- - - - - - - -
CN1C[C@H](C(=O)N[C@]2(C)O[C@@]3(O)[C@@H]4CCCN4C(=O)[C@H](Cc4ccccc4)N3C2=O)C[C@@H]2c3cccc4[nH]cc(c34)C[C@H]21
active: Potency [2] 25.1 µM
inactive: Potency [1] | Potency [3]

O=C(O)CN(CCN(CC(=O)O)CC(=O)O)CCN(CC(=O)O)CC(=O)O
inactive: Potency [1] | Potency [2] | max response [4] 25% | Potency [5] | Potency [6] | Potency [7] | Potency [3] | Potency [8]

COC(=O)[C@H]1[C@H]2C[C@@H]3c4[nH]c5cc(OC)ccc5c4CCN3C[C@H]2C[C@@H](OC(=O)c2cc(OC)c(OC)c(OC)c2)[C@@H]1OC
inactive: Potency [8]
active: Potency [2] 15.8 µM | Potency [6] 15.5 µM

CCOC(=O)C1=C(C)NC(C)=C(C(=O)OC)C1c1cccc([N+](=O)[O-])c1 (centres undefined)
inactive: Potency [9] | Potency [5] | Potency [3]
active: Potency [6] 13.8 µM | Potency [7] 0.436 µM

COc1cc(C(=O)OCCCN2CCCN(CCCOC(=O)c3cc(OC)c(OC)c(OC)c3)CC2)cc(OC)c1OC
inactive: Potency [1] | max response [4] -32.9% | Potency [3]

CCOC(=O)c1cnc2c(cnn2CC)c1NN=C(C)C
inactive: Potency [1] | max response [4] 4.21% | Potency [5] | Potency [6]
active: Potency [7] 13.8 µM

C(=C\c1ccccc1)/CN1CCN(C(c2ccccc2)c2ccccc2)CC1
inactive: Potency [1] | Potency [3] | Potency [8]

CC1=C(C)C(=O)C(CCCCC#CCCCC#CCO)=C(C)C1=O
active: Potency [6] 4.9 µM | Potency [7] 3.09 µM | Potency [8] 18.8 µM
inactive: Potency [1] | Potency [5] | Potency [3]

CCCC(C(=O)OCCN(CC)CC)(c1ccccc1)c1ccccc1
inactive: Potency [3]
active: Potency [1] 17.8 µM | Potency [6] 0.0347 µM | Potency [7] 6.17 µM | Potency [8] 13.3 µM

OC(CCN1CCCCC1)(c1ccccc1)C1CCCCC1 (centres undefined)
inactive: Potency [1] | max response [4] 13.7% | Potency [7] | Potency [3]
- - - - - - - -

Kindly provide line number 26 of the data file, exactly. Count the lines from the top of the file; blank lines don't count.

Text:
inactive: Potency [1] | max response [4] 13.7% | Potency [7] | Potency [3]